On November 3, the Journal advanced the ball with a fine story on a consultant/Yale professor whose risk models failed to protect AIG from a colossal system failure. But a look at the key paragraph—known as the nutgraph—reveals that the story asks questions that are already answered. The emphasis is mine:

A close look at AIG’s risk-management operations, and the rapid-fire chain of events that crippled the firm, raises questions about the run-up to the financial crisis: Did firms like AIG plunge into lucrative but perilous new markets without thoroughly understanding the pitfalls? Had the sheer complexity of the financial products made it all but impossible to fully calculate the risk? And did firms put too much faith in computer models to assess dangers?

The answers are obvious—aren’t they?—just as they were the moment they were written.

I don’t mean to belittle this excellent story, but I believe comparisons with the earlier entrants are instructive. It is good to probe the rubble of an already failed financial experiment. It is better to reveal—expose, bring to light—the indirect transfer of public funds—money needed for food stamps, unemployment benefits, Medicaid—to Wall Street investment banks engineered by current and former executives of one of the beneficiaries, all in the face of fierce opposition from the most powerful firm on Wall Street. (And to think that readers get it for free on the Internet, without so much as a thank you.)

A five-part series by Bloomberg at the end of last year, while uneven, and, it must be said, not beautifully written, exemplified the wire service’s sense of urgency and mission.

One story found the thirty-something bankers and lawyers who met after hours at Deutche Bank to create the standardized contract that allowed for subprime securitization:

Those meetings of the “group of five,’” as the traders called themselves, became a turning point in the history of Wall Street and the global economy.

Another explored the corruption of mortgage-industry culture with a profile of a mortgage boiler-room operator who with the profits underwrote an action movie starring his fiancee in which a $1.2 million Ferrari Enzo is crashed into a concrete barrier. The story says Wall Street funded it all, including this detail:

Sadek [the boiler room operator] says that with the support of Citigroup, which funded the loans, he pioneered lending to homebuyers with credit scores of less than 450. Citigroup spokesman Stephen Cohen said the bank doesn’t comment on its relationships with clients.

Another revisited ratings-firm collusion:

Rating Subprime Investment Grade Made `Joke’ of Credit Experts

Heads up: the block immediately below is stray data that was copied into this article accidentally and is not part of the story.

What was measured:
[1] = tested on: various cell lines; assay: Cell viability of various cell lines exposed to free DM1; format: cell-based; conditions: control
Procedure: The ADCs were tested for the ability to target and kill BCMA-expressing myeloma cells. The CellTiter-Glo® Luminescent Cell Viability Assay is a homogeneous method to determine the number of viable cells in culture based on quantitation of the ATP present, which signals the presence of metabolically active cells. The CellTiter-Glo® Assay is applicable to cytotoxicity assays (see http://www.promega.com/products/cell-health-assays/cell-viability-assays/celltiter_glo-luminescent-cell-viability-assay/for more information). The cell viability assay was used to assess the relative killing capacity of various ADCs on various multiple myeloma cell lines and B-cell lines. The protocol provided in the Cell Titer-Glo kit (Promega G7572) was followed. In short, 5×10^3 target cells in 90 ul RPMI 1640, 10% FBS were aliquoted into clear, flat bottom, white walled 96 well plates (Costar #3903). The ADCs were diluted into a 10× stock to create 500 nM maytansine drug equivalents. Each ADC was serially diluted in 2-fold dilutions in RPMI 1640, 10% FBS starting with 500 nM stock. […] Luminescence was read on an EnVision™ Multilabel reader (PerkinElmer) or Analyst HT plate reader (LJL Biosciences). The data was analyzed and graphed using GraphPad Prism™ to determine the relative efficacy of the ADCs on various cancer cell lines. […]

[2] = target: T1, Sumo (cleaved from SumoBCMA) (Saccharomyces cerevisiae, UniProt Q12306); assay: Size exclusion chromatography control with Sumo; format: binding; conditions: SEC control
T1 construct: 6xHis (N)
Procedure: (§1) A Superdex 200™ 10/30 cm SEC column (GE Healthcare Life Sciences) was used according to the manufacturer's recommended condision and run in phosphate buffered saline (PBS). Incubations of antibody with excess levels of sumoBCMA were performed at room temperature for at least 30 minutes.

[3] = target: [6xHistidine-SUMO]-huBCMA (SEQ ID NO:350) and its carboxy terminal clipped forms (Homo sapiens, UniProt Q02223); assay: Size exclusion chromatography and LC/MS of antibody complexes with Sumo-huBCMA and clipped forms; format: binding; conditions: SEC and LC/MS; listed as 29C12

The series, which won a Loeb Award, ended with long, jumbled account that tries to tie it all together—from the boiler rooms to the I-banks, to the raters, to a broke Icelandic city that invested in junk CDOs to, yes, a six-year-old girl who lost her bike during a foreclosure in Dorchester, Massachusetts.

Savannah got her first bicycle for her birthday in August, pink with streamers dangling from the handlebars. She decorated the present from her grandmother with stickers of Dora the Explorer, her favorite animated character. When sheriff’s deputies emptied the house and changed the locks, they left Savannah’s bike behind.

Schmaltzy? Sure. Does the story work? Not entirely. But does it have heart? Yes, it does.
Another story, more than a year old, asked a central question: How much of the defective securities did Goldman sell on global markets while the future Treasury secretary was running it?

Notice the language in the headline (my emphasis):

Paulson’s Focus on `Excesses’ Shows Goldman Gorged

Treasury Secretary Henry Paulson says the U.S. is examining the subprime mortgage crisis to ensure that “yesterday’s excesses” aren’t repeated. He could be talking about himself and his former firm, Goldman Sachs Group Inc.

Paulson, 61, doesn’t mention that Goldman still has on the market some $13 billion of almost $37 billion in bonds backed by subprime loans or second mortgages that it created while he was chief executive officer. Those bonds have an average delinquency rate of almost 22 percent, higher than the average of other subprime bonds from the period, according to data compiled by Bloomberg.

Dean Starkman Dean Starkman runs The Audit, CJR's business section, and is the author of The Watchdog That Didn't Bark: The Financial Crisis and the Disappearance of Investigative Journalism (Columbia University Press, January 2014).

Follow Dean on Twitter: @deanstarkman.